Efforts to Create New HUD-1 Debated at Federal Conference
|May 10, 2012|
The Consumer Financial Protection Bureau’s (CFPB) efforts to create new combined mortgage disclosure forms to replace the current TIL, GFE and HUD-1 were the focus of a panel titled “A New HUD-1 is Coming ... Will You Be Ready?” during ALTA’s Federal Conference and Lobby Day.
Panelists included Ben Olson of the Consumer Financial Protection Bureau, Scott Olson who is former staff to Rep. Barney Frank and Ken Markison of the Mortgage Bankers Association. Justin Ailes, ALTA’s vice president of government and regulatory affairs, moderated.
Scott Olson said the Dodd-Frank legislation focused on three major types of reform, including improving the quality of mortgages, prohibit anti-consumer practices and improve mortgage disclosures to help consumers understand products they are buying.
The CFBP has been charged with combining the Truth in Lending disclosure and the HUD-1 in a way to allow consumers to better understand the transaction and help industry comply with regulations.
“We have no other agenda outside of that,” Ben Olson told attendees.
Since launching its Know Before You Owe initiative, the CFPB has released nine iterations of the disclosure forms receiving more than 27,000 comments in its website. Olson said that if you did not receive a response from the Bureau, every comment is read by someone on the Bureau staff.
“We will keep that process going as we move forward,” Olson said.
What Happens Next?
The Bureau is in the process of drafting the regulations now and will release its proposed form and regulations on July 21, 2012. Olson expects a 60- or 90-day public comment period. The Bureau also will do additional outreach with groups.
After collecting feedback, the CFPB will re-evaluate and determine what needs changed and perform qualitative testing before conducting quantitative testing with a large number of consumers. The Bureau will then go into the agency consultation process and ultimately propose a final rule.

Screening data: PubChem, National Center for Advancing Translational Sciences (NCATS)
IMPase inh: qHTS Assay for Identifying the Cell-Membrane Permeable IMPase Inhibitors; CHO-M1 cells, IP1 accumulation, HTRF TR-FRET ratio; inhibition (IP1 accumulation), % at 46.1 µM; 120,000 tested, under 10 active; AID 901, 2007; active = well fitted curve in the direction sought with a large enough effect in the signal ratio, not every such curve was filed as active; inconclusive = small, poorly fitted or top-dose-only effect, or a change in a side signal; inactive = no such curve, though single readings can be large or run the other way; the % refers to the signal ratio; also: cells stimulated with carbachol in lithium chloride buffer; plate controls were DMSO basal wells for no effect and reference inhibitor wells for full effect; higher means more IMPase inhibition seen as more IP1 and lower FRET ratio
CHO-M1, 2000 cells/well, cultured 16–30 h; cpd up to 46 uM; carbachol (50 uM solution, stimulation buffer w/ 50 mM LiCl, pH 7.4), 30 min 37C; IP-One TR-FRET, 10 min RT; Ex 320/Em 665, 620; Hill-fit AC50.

“We’ve heard of the challenges of updating software and training staff,” Olson said. “We know you’ve just done this and we are sympathetic. We will solicit comments on the amount of time you need to comply with the new rules. We need to know the challenges you face.”
Markison offered the lending community’s perspective and said the accompanying rules are just as important as the forms. He said the draft forms are a “mixed bag for us at this point,” adding that changing the tolerance provision again is a mistake.
“We need to get this nailed down in a way so we aren’t coming back to it in three or five years,” Markison said.
Several times during the panel, Olson encouraged members to send comments to the CFPB and explain how the draft forms will impact business and consumers. ALTA members can email comments to the CFPB at KnowBeforeYouOwe@cfpb.gov.
The draft disclosure forms also were the focus during lunch as Kelly Thompson Cochran, deputy assistant director for regulations for the Bureau, was the luncheon speaker.
She provided an overview of the Bureau’s organization structure and its primary focus of working through the Dodd-Frank provisions. She said many of the Dodd-Frank requirements become self executing come Jan. 1, 2013 if the Bureau does not issue regulations.
“One of our significant concerns is helping people work through the ambiguity of the statute,” Cochran said. “Over the next several months we will be issuing proposals to work through different parts of the Dodd-Frank rulemakings.”
Cochran said the Bureau is thinking about ways to support industry when they are working to comply with new rules.
“We know businesses are acting in good faith, and when a new rule is implemented, we know it takes time to understand the rules,” Cochran said. “We are working to make the rules more navigable on the website and more intuitive, but it will take time to flesh that out. We are looking forward to dialogue with industry and address issues over time.”
Attendees peppered Cochran with questions ranging from who will fill out the new Settlement Disclosure, the possibility of a standard form, consumer testing and implementation costs.